He openly admits that he is not a psychologist, a minister, a chaplain, or a lettered Philosopher; and he concedes that does he does not even play any of these on television. He does cite a number of life-changing events that have pointed him at the profound value to be found in both the personal search for meaning and the practice of gratitude.

Daniel is also the co-author of Red Moon, a space race thriller about a Soviet spacecraft found after half a century that holds the darkest secret of the Moon Race and, possibly, the hope of all humanity. More about Red Moon at Luna15.com.

3 thoughts on “When Did Your Life "Jump the Shark?"”

  1. To pursue freedom is to believe that you are not free. To believe that you are free is to be secure in the knowledge that you are. True freedom is a spiritual state and is yours forever never needing to be pursued.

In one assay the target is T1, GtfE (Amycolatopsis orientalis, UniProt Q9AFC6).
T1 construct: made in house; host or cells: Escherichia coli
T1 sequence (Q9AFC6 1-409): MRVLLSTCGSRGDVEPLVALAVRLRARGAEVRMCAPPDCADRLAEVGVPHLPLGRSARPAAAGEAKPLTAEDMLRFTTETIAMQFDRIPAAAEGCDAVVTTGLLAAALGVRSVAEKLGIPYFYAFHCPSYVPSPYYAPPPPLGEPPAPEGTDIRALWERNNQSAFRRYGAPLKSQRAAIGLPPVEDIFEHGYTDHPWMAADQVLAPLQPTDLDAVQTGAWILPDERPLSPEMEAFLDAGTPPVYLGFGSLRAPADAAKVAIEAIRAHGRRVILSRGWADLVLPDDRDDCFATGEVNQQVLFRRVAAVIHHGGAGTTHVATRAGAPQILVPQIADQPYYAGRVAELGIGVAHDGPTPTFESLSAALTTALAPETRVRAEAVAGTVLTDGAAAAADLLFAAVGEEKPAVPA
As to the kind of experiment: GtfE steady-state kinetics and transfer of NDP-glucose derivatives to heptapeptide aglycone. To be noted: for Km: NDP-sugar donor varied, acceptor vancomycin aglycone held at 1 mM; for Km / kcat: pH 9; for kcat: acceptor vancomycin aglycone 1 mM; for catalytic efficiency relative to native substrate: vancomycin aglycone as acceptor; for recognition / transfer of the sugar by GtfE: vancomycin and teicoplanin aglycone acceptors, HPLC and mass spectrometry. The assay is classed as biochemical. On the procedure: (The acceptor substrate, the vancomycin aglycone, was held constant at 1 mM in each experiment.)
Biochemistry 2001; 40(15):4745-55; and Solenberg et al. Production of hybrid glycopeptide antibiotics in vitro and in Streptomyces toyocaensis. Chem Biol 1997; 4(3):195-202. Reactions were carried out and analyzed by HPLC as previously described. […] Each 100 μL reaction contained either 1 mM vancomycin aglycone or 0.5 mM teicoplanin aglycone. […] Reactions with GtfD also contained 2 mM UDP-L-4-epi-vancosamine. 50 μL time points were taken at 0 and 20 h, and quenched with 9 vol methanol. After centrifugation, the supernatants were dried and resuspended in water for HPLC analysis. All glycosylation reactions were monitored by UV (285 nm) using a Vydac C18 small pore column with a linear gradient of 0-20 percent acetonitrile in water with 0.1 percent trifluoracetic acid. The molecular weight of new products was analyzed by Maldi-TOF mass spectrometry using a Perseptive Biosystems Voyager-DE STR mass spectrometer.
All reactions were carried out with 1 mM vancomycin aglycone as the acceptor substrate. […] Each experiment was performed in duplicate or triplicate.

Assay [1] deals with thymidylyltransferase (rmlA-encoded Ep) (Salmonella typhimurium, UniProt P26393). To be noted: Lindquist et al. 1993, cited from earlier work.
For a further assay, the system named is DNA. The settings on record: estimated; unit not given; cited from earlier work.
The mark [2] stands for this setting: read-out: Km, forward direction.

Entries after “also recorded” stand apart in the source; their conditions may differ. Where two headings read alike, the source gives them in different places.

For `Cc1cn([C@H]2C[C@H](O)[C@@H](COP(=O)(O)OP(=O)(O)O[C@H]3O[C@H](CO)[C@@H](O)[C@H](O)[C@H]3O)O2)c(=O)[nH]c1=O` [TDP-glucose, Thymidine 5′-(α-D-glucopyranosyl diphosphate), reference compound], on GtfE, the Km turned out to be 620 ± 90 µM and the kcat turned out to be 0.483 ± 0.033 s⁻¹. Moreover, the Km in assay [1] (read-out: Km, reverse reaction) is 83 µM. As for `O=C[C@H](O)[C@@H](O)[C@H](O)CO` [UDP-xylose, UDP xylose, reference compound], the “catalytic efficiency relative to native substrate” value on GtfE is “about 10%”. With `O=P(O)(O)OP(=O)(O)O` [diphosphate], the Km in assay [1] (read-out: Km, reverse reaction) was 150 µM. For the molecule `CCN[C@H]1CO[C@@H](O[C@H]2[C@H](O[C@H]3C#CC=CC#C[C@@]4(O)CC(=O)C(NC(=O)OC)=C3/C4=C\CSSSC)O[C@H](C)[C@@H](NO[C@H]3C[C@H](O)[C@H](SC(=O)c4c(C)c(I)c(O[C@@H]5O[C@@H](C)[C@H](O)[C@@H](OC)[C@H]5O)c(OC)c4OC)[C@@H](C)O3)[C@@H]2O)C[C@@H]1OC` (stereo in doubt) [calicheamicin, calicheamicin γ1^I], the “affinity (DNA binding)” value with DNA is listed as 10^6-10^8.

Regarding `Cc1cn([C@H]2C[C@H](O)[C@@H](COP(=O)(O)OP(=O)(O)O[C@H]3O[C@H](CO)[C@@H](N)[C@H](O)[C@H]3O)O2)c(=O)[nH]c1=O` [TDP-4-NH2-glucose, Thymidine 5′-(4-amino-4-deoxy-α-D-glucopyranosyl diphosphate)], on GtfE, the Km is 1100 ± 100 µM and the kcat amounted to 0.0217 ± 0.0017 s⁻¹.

———Doug Rosbury

  2. Doug,

    So how does one gain the knowledge that one is free if one does not pursue such knowledge? What if one is not secure in the belief that one is free? How does one find that security? What if one is dependent and addicted and does not believe they are free? What one has conceded to slavery and then decides they want to find freedom? How exactly could they make that transition?

    I understand your point, that we are already free, and I agree. I believe true freedom is a state of being that can only be gained from inner dialog and realization. But it isn’t easy and it isn’t simple to reprogram ourselves. We have been taught since our first moments in kindergarten to be dependent slaves and we couldn’t be trusted. Maintaining freedom is a constant struggle in our world, both inner and outer. It is a constant and changing journey.